Universities and colleges have a vast amount of equipment at their disposal and rich seams of talent and expertise that can be mined. Sharing those resources with other institutions and with business opens up new opportunities to boost the UK’s technology sectors.
If like me you are a child of the 1970s and 80s, you probably grew up surrounded by the first wave of the tech revolution – personal computers, video games consoles, and all sorts of other home electronics. But then something went horribly wrong, and those promising ideas and the firms behind them largely disappeared. Of course what happened was IBM’s PC and Apple’s Macintosh, which quickly gathered a global momentum that many of the early pioneers were unable to compete with.
But how does a promising new invention go from the research labs at a college or a university into full production and shipping? All too often the answer in the UK has been that it doesn’t; hence the popular view of us as a nation of inventors who allow other people to realise our ideas. But it doesn’t have to be that way as counter-examples Dyson and ARM prove.
Lend me your ARM
In 2010 the then Secretary of State Peter Mandelson commissioned Acorn and ARM co-founder, Dr Hermann Hauser to advise the government on ways to support the commercialisation of UK research. Hauser recommended the establishment of Technology and Innovation Centres to bring academia and industry together in a similar way to Germany’s Fraunhofer Institutes.
The recommendations have subsequently been acted on through the coalition government’s Catapult Centres, a physical base for R&D collaborations between businesses and academia, equipped with state of the art facilities and expertise.
- Cell Therapy Catapult - at Guy's Hospital, London
- Digital Catapult - London, with a number of hubs around the UK
- Future Cities Catapult - London
- High Value Manufacturing Catapult - Solihull, with a number of centres around the UK
- Offshore Renewable Energy Catapult - Glasgow
- Satellite Applications Catapult- at Harwell Science and Innovation Campus
- Transport Systems Catapult - Milton Keynes
- Energy Systems Catapult
- Precision Medicine Catapult
Pooling resources to maximise the benefits
My own involvement with Innovate UK and the Catapult network began back in 2012 when I set up the HPC Midlands regional supercomputer centre for the Engineering and Physical Sciences Research Council (EPSRC).
I found that computer-based modelling and simulation was already either an essential part of the workflow for many businesses, or something they had identified as a key future requirement. But often, the most advanced computing capability that the firm had was a high specification workstation that might take days or even weeks to complete a routine task.
For me the defining moment came in working with E.ON, which had a powerful in-house workstation cluster of its own. We determined that use of our facilities could speed up E.ON’s modelling and simulation jobs, such as the gas turbine simulation pictured, by a factor of 30 to 145.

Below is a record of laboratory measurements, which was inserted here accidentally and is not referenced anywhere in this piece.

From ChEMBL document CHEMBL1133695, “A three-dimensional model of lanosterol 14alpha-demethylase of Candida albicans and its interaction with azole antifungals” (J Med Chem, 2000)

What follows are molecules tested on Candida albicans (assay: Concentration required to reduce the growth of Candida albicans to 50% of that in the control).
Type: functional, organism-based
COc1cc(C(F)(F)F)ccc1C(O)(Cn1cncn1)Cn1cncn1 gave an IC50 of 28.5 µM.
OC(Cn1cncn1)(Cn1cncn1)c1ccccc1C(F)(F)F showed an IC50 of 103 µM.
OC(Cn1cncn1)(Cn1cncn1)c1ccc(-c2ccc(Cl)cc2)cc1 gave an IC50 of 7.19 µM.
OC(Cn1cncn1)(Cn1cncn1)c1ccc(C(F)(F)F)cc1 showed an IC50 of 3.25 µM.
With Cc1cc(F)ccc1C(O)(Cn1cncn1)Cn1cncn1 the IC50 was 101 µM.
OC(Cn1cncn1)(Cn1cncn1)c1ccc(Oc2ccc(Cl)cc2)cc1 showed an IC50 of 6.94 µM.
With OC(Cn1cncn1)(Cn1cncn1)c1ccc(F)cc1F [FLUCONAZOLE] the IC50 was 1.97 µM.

Working with more and more businesses, we found that this kind of dramatic reduction in ‘time to solution’ was often possible. In some cases firms found that the impact on their bottom line was so significant that they were prepared to move their entire simulation workload onto our supercomputer.
Thus began my work exploring how to make facilities like HPC Midlands more accessible to industry.
When we are talking about a small island like the UK, it makes sense for us to take a serious look at pooling our resources. There is a wide range of equipment held by universities and colleges that is also of value to business.
Say you’re designing a new turbine blade. Once you have tested virtual models of your design, the next stage might be to use additive manufacturing like 3D printing to create a physical prototype, and then carry out wind tunnel tests. And when the first pre-production models arrive, you might want to use a mass spectrometer for materials characterisation and verify the integrity of the manufacturing process.
The combination of the facility plus the expert skills to operate it and interpret the results can make a huge difference.
On joining Jisc I realised that we are in an ideal position to complement the work of the Catapults by making equipment held by colleges and universities easier to find, and by reducing the friction of sharing those facilities and that expertise.
What are we doing already?
And so to our work. We are brokering common terms and conditions for access to HPC facilities. We now have four major HPC centres offering their services through our common terms and conditions – HPC Midlands, HPC Wales, N8 HPC and STFC DiRAC. Together, these represent £60m of public investment in supercomputing, for institutions to share and industry to access.
Looking to the future we are also piloting Kit-Catalogue, a piece of software that lets an institution quickly and easily put up a database of the equipment that it holds, as a simple sharing idea.
Our ten pilot sites are feeding into EPSRC’s one stop shop for equipment sharing, equipment.data, which holds the details of some 10,000 items of high value equipment. Newcastle University alone is sharing over 814 items valued at £20,000 or more, with a combined value of over £16m, and we estimate the total value of publicly funded equipment being shared by the sector at over £200m.